Posts tagged ‘dying god’

April 18, 2014

EASTER AND THE ANCIENT MYSTERY RELIGIONS

by eirenehogan

Great Eleusis ReliefMost ancient societies had a spring festival, to celebrate the ending of the cold winter and the beginning of the warmth again. With this warmth came the budding of new life, of plants, flowers, and often of the young of animals. In societies where food was dependent on an almost subsistence existence, ie, where your food depended on your own farm products, then spring was a very important time. Spring meant the growth of new food, both plant and animal. Without spring, all the food stores of winter would be very soon used up, and no more food would come. Without spring would be death.

In a pre scientific age, the most obvious explanation for the seasons were the whims of the gods. Something magic and other-world like would have to explain the seasons, what else would? The sun’s heat ranges from the heat of summer, then fades into the cold of winter. There would always be the fear that maybe one day the sun might not get hot again after winter, that it might continue to fade away and no warmth would return (“Winter is coming”).

Spring was seen as the rebirth of life, the rebirth of plants, and animals, and of the sun, and the very essence of life itself. In primitive societies, the rebirth was seen to be of the gods, or of a particular god or goddess who brought the rebirth of plants and animals with him/her. In ancient Egypt this god was Osiris and his associated Goddess, Isis. In ancient Greece the god Adonis was connected with it, as also was the Goddess Kore/Persephone, and the god Dionysus. In the ancient Near East there was the god Tammuz, who is mentioned in the Bible. These gods, by their discovery of rebirth, offered the secret of eternal life after death to humans. This could be gained by initiation ceremonies, which were often held in Spring, and involved a symbolic retelling of their myth of death and rebirth. The most famous one involved Persephone in the Eleusinian Mysteries of Athens.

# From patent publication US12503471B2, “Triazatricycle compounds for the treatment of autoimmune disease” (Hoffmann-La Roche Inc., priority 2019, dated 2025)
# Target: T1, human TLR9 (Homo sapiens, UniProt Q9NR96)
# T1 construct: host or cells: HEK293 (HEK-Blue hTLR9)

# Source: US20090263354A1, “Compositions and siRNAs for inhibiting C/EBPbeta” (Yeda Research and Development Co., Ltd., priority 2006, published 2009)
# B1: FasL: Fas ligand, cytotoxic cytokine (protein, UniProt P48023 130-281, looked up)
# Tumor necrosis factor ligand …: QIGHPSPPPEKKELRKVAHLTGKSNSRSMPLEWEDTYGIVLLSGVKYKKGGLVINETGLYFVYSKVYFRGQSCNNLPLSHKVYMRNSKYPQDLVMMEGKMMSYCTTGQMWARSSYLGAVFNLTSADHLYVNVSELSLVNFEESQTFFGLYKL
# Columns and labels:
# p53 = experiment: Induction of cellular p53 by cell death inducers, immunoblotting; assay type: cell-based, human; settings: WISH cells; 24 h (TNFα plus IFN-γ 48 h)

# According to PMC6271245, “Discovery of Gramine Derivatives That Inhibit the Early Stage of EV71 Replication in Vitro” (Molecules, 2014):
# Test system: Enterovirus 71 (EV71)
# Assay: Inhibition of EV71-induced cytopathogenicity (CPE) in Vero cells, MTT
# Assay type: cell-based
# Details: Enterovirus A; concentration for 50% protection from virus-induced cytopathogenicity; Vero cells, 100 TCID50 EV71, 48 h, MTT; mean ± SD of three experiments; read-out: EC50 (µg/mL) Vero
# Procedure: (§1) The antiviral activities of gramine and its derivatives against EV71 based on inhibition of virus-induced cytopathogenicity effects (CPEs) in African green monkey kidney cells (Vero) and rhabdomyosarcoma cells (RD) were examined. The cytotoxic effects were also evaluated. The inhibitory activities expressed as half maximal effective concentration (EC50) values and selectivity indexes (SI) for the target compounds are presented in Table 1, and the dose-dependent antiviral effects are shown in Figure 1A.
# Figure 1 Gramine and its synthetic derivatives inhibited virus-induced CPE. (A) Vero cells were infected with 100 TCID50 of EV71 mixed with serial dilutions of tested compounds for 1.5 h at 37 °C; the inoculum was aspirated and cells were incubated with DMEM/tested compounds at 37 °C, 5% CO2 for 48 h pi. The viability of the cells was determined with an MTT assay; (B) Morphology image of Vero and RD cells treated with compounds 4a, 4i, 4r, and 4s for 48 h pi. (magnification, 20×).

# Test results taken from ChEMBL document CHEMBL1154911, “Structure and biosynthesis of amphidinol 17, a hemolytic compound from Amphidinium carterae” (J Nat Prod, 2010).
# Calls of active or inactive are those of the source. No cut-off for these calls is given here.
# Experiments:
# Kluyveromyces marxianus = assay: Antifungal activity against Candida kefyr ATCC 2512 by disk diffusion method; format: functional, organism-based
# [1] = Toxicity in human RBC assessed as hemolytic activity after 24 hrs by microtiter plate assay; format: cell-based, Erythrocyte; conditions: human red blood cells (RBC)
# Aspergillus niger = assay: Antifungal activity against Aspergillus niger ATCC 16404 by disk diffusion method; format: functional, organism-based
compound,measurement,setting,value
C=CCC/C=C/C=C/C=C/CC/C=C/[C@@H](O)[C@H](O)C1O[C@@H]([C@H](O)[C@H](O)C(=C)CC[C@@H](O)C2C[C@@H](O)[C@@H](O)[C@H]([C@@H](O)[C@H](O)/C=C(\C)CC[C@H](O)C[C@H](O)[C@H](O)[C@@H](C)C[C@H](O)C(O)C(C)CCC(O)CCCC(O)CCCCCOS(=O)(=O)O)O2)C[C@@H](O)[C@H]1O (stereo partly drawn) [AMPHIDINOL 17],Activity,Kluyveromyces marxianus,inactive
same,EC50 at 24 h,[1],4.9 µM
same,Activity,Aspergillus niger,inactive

When Christianity became the dominant religion in the Roman Empire the festival of the rebirth of Jesus Christ (Easter) took on many of the aspects of these mystery religions.

December 20, 2013

Why is Christmas on the 25th December?

by eirenehogan

1 – this is date of mid-winter by the Julian calendar, which was the calendar of the Roman Empire. 

 

2 – The date was in practise as the time of Christ’s birth by the 4th century AD.  There is a theory that an old Jewish tradition of the time believed that people died on the same date they were conceived.  [Huh! If such a belief did not belong to any of the Judeo-Christian-Islam tradition, it would be considered ‘superstition’].  Given that this Jesus character was supposedly killed in a crucifixion during the Jewish Passover, in 33 AD, which was in Spring, then the early Church Elders worked out that, if he had been conceived at that time, he would have been born in December.

 

It is convenient that Jesus died in Spring, a common time for the death of dying gods in ancient Mediterranean religions.  And it is equally convenient that his supposed birth occurred in mid-winter, another time of religious celebrations in ancient Mediterranean religions.

 

Jesus is just another in the long line of dying gods in the Mediterranean, popular with the Greeks.  They tended to be accompanied with ‘Mysteries’ which were secret ceremonies people were inducted into, which generally gave them a promise of eternal life.  Sound familiar?  Christianity was just another Mystery Cult.

 

The Postgrad Chronicles

Medieval History from Alfred the Great to The Battle of Castillon

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